A sand tiger shark swims past a group of divers on the wreck of the tanker Atlas. North Carolina is a popular dive destination due in part to world-class wreck diving and the many species of large marine life that inhabit these waters.

Fortunately, a tremendous opportunity exists to gather this much-needed information thanks to North Carolina’s reputation as a world-class dive destination. Divers from around the world flock to North Carolina’s warm, clear waters to dive the shipwrecks and see the wildlife that frequent these wrecks such as sea turtles, barracuda, southern stingrays, large schools of jacks and spade fish, and of course the sand tiger sharks. The majority of divers carry a camera to document their experience, whether that be a GoPro, compact camera, or larger mirrorless or DSLR kits. An image of a sand tiger shark taken with any these can be uploaded to the Spot A Shark USA website so long as it is properly exposed with minimal backscatter, in jpeg format no larger than 2 megabytes, and shows the left or right side of the shark with the shark’s spots clearly visible. Once a diver has uploaded an image, they can opt to receive updates about any future sightings of that shark. Divers can also look up individual sharks on the Spot A Shark USA website to see additional images supplied by others of that shark.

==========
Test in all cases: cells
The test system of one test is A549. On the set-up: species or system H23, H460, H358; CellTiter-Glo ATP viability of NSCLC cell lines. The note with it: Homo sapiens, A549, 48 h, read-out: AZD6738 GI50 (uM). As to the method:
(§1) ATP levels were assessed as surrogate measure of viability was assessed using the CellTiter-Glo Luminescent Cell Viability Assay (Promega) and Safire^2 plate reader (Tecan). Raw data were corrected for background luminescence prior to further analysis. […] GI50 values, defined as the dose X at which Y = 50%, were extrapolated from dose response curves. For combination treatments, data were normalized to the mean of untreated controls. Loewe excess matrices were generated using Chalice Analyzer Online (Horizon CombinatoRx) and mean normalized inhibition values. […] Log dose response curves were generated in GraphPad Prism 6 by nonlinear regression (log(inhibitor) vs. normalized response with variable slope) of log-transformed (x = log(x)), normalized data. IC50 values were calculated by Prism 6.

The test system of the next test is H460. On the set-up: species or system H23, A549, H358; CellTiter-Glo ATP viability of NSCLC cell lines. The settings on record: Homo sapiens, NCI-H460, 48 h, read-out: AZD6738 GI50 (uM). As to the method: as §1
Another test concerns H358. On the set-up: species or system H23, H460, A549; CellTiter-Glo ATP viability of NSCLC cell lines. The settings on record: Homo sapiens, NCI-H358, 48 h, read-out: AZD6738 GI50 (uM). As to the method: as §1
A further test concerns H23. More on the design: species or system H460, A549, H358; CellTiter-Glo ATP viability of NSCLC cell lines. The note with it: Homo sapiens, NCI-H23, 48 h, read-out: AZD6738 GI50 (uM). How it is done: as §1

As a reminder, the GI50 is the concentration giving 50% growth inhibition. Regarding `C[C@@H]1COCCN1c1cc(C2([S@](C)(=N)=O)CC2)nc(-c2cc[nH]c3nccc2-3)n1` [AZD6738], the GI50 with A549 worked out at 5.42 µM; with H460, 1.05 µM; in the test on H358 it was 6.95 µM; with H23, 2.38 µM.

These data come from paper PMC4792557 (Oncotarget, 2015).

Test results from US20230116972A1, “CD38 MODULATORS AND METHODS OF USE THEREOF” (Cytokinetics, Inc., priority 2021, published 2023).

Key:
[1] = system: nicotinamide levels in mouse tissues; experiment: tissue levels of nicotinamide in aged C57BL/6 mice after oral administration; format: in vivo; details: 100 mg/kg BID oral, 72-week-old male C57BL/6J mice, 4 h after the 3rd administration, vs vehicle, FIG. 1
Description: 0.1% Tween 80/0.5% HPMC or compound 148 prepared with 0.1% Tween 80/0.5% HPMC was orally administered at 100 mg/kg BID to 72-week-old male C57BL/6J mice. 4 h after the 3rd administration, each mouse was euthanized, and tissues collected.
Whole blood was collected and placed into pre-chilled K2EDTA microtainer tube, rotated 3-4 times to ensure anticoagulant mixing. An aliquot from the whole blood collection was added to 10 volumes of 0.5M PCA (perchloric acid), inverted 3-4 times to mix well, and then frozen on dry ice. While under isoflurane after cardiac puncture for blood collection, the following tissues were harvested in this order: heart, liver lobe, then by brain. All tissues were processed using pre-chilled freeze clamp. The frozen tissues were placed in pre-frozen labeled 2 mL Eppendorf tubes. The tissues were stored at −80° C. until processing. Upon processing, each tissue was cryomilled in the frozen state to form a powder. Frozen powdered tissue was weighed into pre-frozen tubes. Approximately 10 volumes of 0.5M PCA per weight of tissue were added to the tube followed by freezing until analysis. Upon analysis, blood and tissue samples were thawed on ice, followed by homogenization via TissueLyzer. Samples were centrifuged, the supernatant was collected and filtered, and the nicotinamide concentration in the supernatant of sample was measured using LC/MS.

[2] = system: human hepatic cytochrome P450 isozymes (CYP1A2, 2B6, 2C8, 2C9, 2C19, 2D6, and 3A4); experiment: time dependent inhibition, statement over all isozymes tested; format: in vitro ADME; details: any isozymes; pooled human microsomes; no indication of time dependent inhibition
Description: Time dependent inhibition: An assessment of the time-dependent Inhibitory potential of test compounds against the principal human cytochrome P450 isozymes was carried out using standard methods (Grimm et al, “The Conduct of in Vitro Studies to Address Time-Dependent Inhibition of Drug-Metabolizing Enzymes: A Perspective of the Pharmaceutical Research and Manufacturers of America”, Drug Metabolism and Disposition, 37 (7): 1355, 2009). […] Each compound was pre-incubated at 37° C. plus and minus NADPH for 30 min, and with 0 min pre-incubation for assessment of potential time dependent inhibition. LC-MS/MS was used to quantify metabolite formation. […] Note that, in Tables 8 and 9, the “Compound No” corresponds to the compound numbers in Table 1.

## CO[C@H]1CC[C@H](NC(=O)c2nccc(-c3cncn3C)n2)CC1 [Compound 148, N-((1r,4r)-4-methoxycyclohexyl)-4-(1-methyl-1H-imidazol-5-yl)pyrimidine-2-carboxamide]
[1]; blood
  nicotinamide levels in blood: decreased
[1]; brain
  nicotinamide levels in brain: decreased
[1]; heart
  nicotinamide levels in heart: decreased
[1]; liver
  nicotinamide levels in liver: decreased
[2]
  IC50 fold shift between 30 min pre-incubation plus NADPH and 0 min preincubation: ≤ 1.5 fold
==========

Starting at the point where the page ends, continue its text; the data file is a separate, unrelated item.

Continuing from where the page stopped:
Photographs submitted to Spot A Shark USA should be taken of the left or right side of the sand tiger, at a right angle (perpendicular) to the shark.

Photographs with multiple sand tigers may be submitted to Spot A Shark USA for identification as long as the photo is properly exposed and shows the side of each shark with the spots being clearly visible.

The Spot A Shark USA citizen science program is truly a win-win for both underwater photographers and sharks. Photographers can come home with great images of the sleek, toothy, and ever-photogenic sand tigers, and in the meantime help to ensure their survival. For more information on how you can help, visit the Spot A Shark USA website at www.spotasharkusa.com.

Sand tiger sharks are a favorite subject of underwater photographers due to their appearance and calm demeanor. Thanks to Spot A Shark USA, photographers can use their images to help with sand tiger research and conservation by acting as citizen scientists.

About the Author:

Tanya Houppermans is an internationally-recognized, multiple award-winning photographer specializing in images of the natural world, especially below the water’s surface, while advocating for the protection of the world’s marine ecosystems through education and conservation.

Spot a Shark USA is a citizen-science program that engages anyone who spends time on the water in sand tiger shark research along the Atlantic coast. Divers, snorkelers, and others are asked to photograph encounters with sand tiger sharks and post their images to the Spot A Shark USA website.